“Wo to yahan ka sabse top wala [hotel] hai!”
[It is the topmost hotel here!]
Thus, was The Grand Dragon Ladakh (henceforth called TGDL) summarily introduced to us by our driver Dorje Saheb when I declared that it was going to be my stay for the rest of my days in Ladakh. Looks like our Spartan ways had convinced him that I was incapable of indulging in any luxury and would rather be found sleeping under a rock than in the finest hotel in the region.
There were reasons to crave for some comfort. After two weeks of crisscrossing Ladakh, whole days on dusty or nonexistent roads, diets of Maggi and stays in expensive hotels without any comfort, I had two perpetual states – was either hungry or
Sometimes reality is better than expectations!
The Gold Standard In Luxury
TGDL had humble beginnings, the idea taking shape at one of the first guesthouses in Leh owned by the Abdu family. The guesthouse is still there but the establishment moved on to higher paradigms.
The Abdu brothers established TGDL in 2007, conceptualized as the finest luxury hotel in Ladakh that would be a unique mix of comfort, aesthetics and environment-friendly. The hotel is equipped with state of the art amenities, with a careful attention to the carbon footprints – it is centrally climate controlled, built to run even during the harsh winters of Ladakh while being solar powered. The attention to details and care for the planet is reflected across the corridors, rooms and facilities of the property.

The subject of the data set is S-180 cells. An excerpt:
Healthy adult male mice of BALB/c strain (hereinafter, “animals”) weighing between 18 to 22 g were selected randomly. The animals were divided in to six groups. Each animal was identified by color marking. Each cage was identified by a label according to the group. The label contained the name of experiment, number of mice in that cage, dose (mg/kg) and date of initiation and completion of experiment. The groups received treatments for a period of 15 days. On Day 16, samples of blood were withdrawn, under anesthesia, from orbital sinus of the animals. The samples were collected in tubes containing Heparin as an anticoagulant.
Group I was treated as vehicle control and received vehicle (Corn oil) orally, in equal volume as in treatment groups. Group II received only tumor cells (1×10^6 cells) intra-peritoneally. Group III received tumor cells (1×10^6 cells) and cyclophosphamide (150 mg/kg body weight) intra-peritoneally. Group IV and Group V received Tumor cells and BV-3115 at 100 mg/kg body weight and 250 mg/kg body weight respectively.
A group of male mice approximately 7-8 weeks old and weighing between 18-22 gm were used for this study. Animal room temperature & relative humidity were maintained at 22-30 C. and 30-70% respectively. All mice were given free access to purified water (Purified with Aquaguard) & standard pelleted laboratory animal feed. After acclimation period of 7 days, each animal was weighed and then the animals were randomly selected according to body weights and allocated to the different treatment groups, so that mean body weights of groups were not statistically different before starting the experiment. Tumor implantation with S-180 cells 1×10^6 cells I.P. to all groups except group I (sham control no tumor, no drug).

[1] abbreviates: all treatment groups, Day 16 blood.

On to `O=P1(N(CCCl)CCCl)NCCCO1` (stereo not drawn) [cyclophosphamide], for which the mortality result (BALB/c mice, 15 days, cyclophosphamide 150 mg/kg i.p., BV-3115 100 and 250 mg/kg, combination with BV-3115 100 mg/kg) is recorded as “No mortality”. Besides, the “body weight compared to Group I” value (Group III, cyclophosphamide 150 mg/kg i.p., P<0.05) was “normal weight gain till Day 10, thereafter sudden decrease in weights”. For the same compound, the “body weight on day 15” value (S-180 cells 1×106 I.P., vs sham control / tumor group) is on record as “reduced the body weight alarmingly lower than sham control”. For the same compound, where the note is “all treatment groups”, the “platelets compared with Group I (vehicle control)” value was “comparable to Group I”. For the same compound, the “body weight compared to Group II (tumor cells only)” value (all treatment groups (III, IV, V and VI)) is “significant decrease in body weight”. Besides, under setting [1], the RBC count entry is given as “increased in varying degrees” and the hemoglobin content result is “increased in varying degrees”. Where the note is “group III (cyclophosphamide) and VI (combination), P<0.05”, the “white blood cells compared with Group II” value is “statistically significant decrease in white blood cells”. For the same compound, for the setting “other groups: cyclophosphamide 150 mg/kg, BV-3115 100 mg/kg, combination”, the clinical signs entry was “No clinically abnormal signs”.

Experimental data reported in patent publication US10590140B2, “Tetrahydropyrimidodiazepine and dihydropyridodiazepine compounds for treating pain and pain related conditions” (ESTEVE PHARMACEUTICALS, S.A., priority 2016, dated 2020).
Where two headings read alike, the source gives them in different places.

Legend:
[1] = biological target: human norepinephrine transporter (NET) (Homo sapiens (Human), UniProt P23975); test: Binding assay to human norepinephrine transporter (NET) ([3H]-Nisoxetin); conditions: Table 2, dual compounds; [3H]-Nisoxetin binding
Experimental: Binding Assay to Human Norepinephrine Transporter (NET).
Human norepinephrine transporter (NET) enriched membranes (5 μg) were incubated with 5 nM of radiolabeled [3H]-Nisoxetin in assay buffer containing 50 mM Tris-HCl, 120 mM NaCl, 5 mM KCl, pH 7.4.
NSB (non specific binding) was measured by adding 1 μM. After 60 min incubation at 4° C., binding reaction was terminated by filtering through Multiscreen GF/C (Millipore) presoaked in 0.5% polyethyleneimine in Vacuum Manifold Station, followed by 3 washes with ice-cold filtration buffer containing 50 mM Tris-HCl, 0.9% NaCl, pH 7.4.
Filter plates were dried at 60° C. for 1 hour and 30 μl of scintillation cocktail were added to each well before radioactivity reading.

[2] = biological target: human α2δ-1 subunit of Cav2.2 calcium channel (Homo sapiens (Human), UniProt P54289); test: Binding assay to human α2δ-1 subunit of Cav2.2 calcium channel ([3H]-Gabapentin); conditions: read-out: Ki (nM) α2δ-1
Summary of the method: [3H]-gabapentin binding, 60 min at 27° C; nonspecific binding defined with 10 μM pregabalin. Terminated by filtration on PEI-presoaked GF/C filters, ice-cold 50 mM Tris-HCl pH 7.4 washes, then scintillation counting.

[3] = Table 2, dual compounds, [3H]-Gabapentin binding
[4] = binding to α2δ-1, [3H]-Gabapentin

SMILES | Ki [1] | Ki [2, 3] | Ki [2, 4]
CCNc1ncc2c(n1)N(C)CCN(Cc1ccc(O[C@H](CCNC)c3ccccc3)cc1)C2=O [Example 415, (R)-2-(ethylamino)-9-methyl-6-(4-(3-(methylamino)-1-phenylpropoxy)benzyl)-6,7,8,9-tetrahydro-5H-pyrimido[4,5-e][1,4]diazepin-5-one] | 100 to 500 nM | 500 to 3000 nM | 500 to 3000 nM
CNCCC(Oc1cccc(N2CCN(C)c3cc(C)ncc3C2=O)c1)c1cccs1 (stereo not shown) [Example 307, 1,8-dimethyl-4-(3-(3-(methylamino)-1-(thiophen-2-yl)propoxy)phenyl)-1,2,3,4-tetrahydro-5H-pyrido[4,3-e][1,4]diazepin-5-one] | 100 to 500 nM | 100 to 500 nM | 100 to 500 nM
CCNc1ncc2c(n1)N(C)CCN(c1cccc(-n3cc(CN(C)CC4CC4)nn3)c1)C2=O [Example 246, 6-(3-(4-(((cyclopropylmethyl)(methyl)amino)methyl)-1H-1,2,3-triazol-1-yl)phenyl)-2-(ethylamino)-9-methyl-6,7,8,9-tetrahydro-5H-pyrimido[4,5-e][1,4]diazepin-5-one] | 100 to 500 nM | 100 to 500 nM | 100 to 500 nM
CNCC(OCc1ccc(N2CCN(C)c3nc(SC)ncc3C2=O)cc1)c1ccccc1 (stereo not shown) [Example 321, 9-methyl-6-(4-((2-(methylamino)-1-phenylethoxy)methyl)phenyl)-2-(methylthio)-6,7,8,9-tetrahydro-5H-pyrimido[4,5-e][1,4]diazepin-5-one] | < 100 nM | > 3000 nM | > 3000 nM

No wonder the who-is-who of India (and abroad) decide to stay here when they are visiting Ladakh. We had our own quota of celebrity watching while we were there.
क्यूंकि हर कोना कुछ कहता है …
[Because each corner has a story…]
One of the founders of TGDL, Mr Ghulam Mustafa is a famous artist from Ladakh, well known for his work on conservation of art and heritage in the region. His eclectic taste is reflected in the lovely aesthetics of the hotel, be it the overall design with a symbiosis of tradition and modernity, or the equally enchanting décor. The walls of the hotel are adorned with beautiful paintings and portraits reflecting different moods of Ladakh, most of which have been created by Mr Mustafa himself.
Overall, TGDL is very pleasing to the eyes. It does not try to overwhelm you with too many architectural complexities, there is a beautiful simplicity that may very well represent Ladakh itself. The rooms are tastefully designed, with an eclectic combination of pastel colours, and golden and red of the dragon. We were given a tour of the rooms and suites (four categories – Deluxe and Premium rooms and Family and Luxury suites
The only exception to this pattern is Zasgyath, the oriental restaurant overlooking the gardens with a bright red and golden décor in sharp contrast to everything else, and still fits in perfectly with its theme.
محفلِ قدرت ہے، اک دریائے بے پایانِ حسن
آنکھ اگر دیکھے تو ہر قطرے میں ہے طوفانِ حسن
The pageant of Nature is a fathomless ocean of beauty,
If eyes were to see every drop has in it tumultuous beauty.
That feeling when you open the blinds of your window and let out a gasp at the view outside… very few places that I know, can boast of having the capability to make you do that.